Authored by Neil Hamilton, Director of the Agricultural Law Center at Drake University, the Second Edition of The Legal Guide for Direct Farm Marketing covers everything from licenses and inspections to zoning and buying clubs.
The original Guide was published in 1999 and supported by the U.S. Department of Agriculture through the Sustainable Agriculture and Education (SARE) Professional Development Program.
This online second edition provides updates and expands the scope of the Guide to match the growth in demand for local farm products and the increasing variety of methods for selling directly to consumers. It is supported by financial support from USDA Risk Management Agency.
via The Legal Guide for Direct Farm Marketing | Direct Farm Marketer’s Forum.
If Congress fails to pass a farm bill by the end of the year, farm programs will likely take a trip back to the days of the Truman Administration.
The 1949 farm bill, the last piece of permanent farm legislation passed by that Congress, represented a conglomeration of 1940s and 1930s farming practices, according to Mike Traxinger, legislative spokesperson for the South Dakota Farmers Union.
The commodity price supports and planting restrictions included in the 1949 farm bill are dated. The threat of reverting to those subsidies has always provided the nudge Congress has needed to enact a new farm bill, Traxinger said.
via Without a new farm bill, welcome back 1949.
Financial health and impacts on sustainable agriculture
In addition to examining what food hubs do and how they’re structured, the survey looked at their financial health and the impacts they are having on local communities, including ways food hubs influence producers in their production methods. Among the positive findings:
A majority of the food hubs surveyed were on solid financial footing, with operating costs matching revenue.
Most food hubs were able to operate independently of grants or other outside sources of funding. Two thirds of food hubs reported not receiving any funding from outside sources.
While most food hubs are small, with annual sales of $500,000 or less, they work with a broad range of producers. Most of the food hubs surveyed work with 30 or more different producers, providing local consumers with access to a broad range of products from local farms and ranches. Those producers were somewhat more likely to be women or people of color than the national averages for primary operators of farms.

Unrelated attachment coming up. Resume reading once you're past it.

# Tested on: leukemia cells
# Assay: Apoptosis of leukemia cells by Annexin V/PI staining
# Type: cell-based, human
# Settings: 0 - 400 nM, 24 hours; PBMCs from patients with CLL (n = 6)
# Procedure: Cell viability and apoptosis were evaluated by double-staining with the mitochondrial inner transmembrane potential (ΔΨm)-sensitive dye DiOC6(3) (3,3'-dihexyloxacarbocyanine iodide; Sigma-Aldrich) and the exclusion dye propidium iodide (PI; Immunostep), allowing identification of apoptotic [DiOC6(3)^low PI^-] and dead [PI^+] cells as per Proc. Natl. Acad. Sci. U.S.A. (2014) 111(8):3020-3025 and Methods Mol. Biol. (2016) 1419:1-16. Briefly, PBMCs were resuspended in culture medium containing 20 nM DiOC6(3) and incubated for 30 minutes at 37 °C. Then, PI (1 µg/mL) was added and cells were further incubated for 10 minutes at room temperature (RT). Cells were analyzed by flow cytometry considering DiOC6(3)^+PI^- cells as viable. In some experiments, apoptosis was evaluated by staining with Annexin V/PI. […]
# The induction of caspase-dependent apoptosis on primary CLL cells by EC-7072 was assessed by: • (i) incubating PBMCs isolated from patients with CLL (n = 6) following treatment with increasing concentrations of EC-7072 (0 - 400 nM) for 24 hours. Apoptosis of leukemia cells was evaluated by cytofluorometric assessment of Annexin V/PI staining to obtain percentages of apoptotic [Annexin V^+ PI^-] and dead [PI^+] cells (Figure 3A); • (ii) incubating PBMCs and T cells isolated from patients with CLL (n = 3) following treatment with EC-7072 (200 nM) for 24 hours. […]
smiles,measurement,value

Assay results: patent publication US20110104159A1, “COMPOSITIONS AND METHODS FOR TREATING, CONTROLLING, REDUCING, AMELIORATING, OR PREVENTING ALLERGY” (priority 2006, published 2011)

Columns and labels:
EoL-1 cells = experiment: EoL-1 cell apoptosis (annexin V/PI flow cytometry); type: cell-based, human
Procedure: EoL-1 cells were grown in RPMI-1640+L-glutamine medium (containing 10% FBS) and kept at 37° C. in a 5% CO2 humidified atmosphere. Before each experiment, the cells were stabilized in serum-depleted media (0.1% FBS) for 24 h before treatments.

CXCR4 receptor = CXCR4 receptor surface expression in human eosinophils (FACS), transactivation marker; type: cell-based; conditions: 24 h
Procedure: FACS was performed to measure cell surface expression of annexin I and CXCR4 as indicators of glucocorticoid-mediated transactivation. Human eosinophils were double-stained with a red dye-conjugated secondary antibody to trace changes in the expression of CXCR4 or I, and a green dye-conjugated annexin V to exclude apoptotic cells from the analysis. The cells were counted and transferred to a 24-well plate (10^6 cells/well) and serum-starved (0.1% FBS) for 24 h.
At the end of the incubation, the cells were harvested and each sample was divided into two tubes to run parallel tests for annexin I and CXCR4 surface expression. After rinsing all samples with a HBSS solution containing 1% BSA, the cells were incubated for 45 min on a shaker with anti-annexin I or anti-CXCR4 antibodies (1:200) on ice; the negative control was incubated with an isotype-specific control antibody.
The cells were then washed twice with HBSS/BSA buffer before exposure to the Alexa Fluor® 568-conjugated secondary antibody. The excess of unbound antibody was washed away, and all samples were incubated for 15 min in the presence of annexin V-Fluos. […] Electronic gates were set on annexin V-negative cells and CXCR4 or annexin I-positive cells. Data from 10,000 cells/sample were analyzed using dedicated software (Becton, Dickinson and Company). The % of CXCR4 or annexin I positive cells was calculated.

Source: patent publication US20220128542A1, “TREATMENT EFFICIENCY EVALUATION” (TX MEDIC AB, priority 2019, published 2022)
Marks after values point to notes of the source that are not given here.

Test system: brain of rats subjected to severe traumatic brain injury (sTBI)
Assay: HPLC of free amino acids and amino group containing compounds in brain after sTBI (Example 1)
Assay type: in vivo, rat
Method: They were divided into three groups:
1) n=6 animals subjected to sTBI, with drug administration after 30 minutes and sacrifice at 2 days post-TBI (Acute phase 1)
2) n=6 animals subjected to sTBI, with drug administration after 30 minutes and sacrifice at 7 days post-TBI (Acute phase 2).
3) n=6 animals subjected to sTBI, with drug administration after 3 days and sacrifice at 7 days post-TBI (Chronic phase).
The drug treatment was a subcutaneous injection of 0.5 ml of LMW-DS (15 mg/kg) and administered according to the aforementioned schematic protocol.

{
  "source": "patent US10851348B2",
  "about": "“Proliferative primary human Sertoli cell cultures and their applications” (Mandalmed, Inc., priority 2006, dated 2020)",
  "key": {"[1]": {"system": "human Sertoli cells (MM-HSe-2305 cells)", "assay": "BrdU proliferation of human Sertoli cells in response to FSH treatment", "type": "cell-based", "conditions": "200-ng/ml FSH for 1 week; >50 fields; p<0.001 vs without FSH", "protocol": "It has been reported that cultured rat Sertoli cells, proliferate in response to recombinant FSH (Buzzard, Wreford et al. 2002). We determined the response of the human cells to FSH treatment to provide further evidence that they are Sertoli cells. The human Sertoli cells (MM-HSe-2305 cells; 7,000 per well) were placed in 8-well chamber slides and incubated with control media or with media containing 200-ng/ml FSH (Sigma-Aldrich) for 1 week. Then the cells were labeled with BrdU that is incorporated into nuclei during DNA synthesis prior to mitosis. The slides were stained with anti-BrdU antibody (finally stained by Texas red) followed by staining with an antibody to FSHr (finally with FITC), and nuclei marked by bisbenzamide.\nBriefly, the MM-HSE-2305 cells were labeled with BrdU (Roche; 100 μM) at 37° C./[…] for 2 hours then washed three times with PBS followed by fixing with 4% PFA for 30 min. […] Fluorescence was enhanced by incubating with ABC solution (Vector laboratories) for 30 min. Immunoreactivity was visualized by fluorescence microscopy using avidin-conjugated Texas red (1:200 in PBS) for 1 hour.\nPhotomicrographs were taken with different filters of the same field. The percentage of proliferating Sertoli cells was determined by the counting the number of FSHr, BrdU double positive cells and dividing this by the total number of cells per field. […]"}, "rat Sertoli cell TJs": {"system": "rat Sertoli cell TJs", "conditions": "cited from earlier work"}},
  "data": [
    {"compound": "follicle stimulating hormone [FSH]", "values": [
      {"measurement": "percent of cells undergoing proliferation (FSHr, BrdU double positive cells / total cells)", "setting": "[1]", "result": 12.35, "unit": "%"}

On average, 60 percent of a food hub’s total gross sales came from small and mid-sized farms, while 76 percent of food hubs indicated that all or most of their producers fit this small to mid-sized farm category.
Most food hubs indicated that they have an impact on their producers, including influencing them to diversify their product offerings or adopt more sustainable production methods.
via New Survey Shows Food Hubs Poised for Further Growth – NSAC.
This Saturday locals will have the chance to visit Seattle’s “Top 25″ urban farms during the 13th Annual Seattle Tilth Chicken Coop and Urban Farming Tour. The tour is self guided and will take place from 10 a.m. – 4 p.m.For the very first time in the tour’s history the event will be juried. Seattle Tilth has put together a panel of local experts to select the best 25 sites, representing all parts of the city. This year’s judges include Seattle Tilth educators, Jessi Bloom from NW Bloom, Rachel Duthler from Danny Woo Community Garden, Jake Harris from Stone Soup Gardens, Charmaine Slaven from Seattle Farm Co-op, and Kevin Scott-Vanderberg from Portage Bay Grange.
via Seattle Tilth’s Chicken Coop and Urban Farm Tour set for Saturday » My Ballard.